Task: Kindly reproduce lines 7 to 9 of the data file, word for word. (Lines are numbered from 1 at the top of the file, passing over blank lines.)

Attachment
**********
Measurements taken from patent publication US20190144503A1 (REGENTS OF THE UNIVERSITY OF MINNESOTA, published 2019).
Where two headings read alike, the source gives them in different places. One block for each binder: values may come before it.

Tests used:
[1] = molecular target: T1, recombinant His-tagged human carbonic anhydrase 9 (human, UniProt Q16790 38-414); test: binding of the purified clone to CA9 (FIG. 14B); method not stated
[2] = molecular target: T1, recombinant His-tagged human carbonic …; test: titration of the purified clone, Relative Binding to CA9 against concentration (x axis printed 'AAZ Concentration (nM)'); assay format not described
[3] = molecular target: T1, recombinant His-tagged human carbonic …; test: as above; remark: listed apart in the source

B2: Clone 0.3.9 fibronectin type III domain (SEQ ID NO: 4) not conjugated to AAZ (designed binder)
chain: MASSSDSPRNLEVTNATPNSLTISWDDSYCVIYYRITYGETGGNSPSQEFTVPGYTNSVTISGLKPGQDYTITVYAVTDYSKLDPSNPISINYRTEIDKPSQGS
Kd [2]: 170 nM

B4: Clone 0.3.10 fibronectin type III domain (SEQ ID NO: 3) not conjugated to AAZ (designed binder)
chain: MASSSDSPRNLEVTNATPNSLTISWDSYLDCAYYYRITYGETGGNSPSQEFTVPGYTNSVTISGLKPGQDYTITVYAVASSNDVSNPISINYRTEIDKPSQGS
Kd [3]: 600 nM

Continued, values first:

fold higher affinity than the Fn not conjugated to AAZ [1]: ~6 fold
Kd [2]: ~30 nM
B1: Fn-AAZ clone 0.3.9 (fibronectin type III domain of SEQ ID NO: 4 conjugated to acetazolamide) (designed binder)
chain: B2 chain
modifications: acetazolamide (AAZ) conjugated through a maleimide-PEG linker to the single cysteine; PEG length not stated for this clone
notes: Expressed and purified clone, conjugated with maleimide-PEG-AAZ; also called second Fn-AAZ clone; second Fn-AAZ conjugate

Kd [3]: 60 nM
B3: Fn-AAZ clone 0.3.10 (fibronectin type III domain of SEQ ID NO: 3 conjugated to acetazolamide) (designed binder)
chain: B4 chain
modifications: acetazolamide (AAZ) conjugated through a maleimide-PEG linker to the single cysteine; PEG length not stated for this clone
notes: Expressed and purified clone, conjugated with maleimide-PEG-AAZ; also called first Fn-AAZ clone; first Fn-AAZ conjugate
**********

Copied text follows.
B2: Clone 0.3.9 fibronectin type III domain (SEQ ID NO: 4) not conjugated to AAZ (designed binder)
chain: MASSSDSPRNLEVTNATPNSLTISWDDSYCVIYYRITYGETGGNSPSQEFTVPGYTNSVTISGLKPGQDYTITVYAVTDYSKLDPSNPISINYRTEIDKPSQGS
Kd [2]: 170 nM